The most important term in the termsheet is without doubt the valuation.  My advice here is to follow standard practice and let the VC be the first one to come up with a number.  Letting the other side go first is text book best practice for negotiations – you never know, but you might just get a higher valuation than you were expecting.  Most VCs will press hard for some kind of indication prior to putting in an offer, and if you feel you have a good handle on market rates for your type of company then giving an indicative range can help the process along, but I would avoid giving a precise figure. 

Advisors have the best feel for market rates and when they are leading a deal it is common practice to guide investors with a valuation range.  It is much less common in deals without advisors and I think that is because in these situations the board is less confident that they will get the range at the right level.

In some situations there is a genuine floor beneath which the current shareholders aren’t willing to take an investment.  In that case it is worth telling prospective investors as soon as they get serious.

Beyond valuation my advice is to stick pretty closely to standard market practice.  If the termsheet being offered is plain vanilla (i.e. 1x participating preference share, weighted average anti-dilution, standard consent rights) then the best approach is to agree it pretty quickly and focus on getting to completion.  If a VC starts out with standard terms it is likely because they want to do a quick and fair deal, and trying to move the terms from fair to entrepreneur friendly probably won’t work.  If, on the other hand, the termsheet is full of non-standard clauses that advantage the investor then I would work hard to get the deal back to market norms.

The third and final point is that if there is anything non-standard that is important then you should get that on the table early.  I would avoid being aggressive, but at the point when the investor starts talking about issuing a termsheet it is worth saying something along the lines of ‘one of the things we would really like to see is XYZ’.  Then (if she is so inclined) the investor can build your request into her models early and hard to change expectations won’t get set in the wrong place.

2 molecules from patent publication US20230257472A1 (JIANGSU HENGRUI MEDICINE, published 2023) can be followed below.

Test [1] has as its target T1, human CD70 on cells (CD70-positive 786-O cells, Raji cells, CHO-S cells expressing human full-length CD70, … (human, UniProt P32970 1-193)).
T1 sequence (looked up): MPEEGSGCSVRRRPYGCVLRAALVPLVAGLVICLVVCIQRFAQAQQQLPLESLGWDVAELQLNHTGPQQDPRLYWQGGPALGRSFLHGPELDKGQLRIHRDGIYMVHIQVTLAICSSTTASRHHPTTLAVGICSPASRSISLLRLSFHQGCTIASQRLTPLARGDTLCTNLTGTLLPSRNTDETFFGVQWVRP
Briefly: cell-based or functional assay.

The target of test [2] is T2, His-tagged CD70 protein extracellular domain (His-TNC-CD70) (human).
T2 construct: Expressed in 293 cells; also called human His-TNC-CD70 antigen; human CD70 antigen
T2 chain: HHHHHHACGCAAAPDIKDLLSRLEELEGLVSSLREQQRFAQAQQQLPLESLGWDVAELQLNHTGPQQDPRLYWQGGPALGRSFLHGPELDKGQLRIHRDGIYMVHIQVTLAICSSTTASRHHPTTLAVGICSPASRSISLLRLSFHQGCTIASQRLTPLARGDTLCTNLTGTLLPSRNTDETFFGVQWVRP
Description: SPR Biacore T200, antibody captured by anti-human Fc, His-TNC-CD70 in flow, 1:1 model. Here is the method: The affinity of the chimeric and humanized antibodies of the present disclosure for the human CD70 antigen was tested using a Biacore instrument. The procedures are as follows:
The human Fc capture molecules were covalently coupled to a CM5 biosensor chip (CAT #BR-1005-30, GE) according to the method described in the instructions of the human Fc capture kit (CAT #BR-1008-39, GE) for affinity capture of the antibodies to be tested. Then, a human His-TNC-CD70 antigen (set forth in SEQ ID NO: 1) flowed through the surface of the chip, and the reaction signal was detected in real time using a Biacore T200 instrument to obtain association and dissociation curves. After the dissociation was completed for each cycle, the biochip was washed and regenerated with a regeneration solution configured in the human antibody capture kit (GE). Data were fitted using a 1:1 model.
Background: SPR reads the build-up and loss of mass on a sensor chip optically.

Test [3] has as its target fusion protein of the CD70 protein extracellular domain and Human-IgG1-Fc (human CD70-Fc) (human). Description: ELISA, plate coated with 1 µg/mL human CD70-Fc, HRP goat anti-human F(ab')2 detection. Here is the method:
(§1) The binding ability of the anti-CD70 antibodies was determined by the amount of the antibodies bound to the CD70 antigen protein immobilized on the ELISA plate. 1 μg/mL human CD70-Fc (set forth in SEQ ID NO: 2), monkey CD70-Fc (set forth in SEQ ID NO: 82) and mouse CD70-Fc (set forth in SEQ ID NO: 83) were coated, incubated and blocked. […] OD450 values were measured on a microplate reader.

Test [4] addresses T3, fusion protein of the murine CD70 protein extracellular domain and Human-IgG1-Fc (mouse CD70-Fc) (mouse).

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By | 50 Questions | No Comments

Last week Nicholas Lovell wrote another post in our series of 50 Questions you should ask before raising venture capital.  This time he answers the question What should I try to achieve in the first meeting?

The piece of advice I most appreciated is not to go “all testosterone-fuelled sales maestro” and try and browbeat a VC into investing by ‘handling all her objections’.  Even if you were to wear the partner concerned down (the chances of which are vanishingly slim) this approach will do nothing for the other partners who also need to agree.

Two great comments on strategy at startups

By | Uncategorized | One Comment

I started life as a strategy consultant, which has left me with an appreciation for the power of letting strategy drive your business, but also an appreciation of how difficult that can be to do well.  Len Jordan from Madrona Venture Group has a guest post up on Techcrunch which describes a couple of common mistakes:

Firstly, on seeing the difference between errors in the strategy and problems with execution:

4. Strategy mistakes are harder to admit than execution mistakes.

It’s hard to admit when a strategy is flawed. It’s very easy, on the other hand, to decide that the market, customer and product thesis is correct but sales-and-marketing execution is weak. I’ve seen too many companies delay making a tough strategy choice by first trying to fix the flaw through a change in execution. If execution is flawed, fix it, but look beneath the veneer to make sure the substance underneath is sound.

Assuming the problem is in execution rather than strategy is I think common for three reasons: